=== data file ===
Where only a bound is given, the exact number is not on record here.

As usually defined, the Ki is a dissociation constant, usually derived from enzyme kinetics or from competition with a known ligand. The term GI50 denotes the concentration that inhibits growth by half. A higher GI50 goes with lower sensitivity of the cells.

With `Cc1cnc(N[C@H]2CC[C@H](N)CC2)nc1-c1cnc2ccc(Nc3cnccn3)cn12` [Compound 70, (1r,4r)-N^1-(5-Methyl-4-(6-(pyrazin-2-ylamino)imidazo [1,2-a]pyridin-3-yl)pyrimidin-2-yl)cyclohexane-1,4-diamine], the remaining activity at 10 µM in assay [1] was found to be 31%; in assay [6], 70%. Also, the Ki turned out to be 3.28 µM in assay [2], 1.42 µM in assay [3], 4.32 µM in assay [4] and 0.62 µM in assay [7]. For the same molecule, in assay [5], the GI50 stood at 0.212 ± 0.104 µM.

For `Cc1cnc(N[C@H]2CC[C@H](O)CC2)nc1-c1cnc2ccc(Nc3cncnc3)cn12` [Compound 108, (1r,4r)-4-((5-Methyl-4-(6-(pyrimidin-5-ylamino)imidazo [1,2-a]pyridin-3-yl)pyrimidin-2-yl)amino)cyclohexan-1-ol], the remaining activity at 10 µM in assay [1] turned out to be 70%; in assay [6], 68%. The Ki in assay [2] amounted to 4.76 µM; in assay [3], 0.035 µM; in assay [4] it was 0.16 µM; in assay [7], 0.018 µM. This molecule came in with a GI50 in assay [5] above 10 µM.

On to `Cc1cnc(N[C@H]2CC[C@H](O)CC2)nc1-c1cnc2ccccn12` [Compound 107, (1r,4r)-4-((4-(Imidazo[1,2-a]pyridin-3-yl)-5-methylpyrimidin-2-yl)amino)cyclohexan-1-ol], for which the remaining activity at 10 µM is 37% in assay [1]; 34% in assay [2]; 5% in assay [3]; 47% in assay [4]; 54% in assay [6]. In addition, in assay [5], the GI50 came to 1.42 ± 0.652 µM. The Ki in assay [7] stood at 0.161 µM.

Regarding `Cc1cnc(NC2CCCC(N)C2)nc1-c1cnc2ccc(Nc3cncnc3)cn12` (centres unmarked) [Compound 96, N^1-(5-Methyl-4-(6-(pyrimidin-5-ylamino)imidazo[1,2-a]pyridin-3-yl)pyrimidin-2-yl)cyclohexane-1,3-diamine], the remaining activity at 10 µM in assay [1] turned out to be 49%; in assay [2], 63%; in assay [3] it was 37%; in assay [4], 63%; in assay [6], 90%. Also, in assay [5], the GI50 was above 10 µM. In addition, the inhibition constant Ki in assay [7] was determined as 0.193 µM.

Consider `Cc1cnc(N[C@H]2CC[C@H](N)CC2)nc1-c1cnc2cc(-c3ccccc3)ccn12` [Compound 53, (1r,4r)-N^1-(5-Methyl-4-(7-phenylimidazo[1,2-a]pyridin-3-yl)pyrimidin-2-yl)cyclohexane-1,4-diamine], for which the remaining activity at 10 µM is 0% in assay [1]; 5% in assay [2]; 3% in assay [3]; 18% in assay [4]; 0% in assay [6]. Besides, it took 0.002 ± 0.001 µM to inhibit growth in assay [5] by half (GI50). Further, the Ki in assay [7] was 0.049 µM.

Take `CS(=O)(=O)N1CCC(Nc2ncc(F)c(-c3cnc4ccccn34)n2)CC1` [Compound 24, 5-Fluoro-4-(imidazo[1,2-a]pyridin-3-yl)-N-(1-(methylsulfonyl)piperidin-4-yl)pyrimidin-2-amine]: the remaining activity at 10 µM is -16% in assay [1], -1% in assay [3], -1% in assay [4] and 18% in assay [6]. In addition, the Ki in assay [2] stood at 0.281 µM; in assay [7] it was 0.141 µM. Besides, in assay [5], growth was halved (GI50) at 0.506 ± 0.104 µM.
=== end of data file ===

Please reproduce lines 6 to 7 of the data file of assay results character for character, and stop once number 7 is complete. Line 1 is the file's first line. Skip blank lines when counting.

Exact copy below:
Regarding `Cc1cnc(NC2CCCC(N)C2)nc1-c1cnc2ccc(Nc3cncnc3)cn12` (centres unmarked) [Compound 96, N^1-(5-Methyl-4-(6-(pyrimidin-5-ylamino)imidazo[1,2-a]pyridin-3-yl)pyrimidin-2-yl)cyclohexane-1,3-diamine], the remaining activity at 10 µM in assay [1] turned out to be 49%; in assay [2], 63%; in assay [3] it was 37%; in assay [4], 63%; in assay [6], 90%. Also, in assay [5], the GI50 was above 10 µM. In addition, the inhibition constant Ki in assay [7] was determined as 0.193 µM.

Consider `Cc1cnc(N[C@H]2CC[C@H](N)CC2)nc1-c1cnc2cc(-c3ccccc3)ccn12` [Compound 53, (1r,4r)-N^1-(5-Methyl-4-(7-phenylimidazo[1,2-a]pyridin-3-yl)pyrimidin-2-yl)cyclohexane-1,4-diamine], for which the remaining activity at 10 µM is 0% in assay [1]; 5% in assay [2]; 3% in assay [3]; 18% in assay [4]; 0% in assay [6]. Besides, it took 0.002 ± 0.001 µM to inhibit growth in assay [5] by half (GI50). Further, the Ki in assay [7] was 0.049 µM.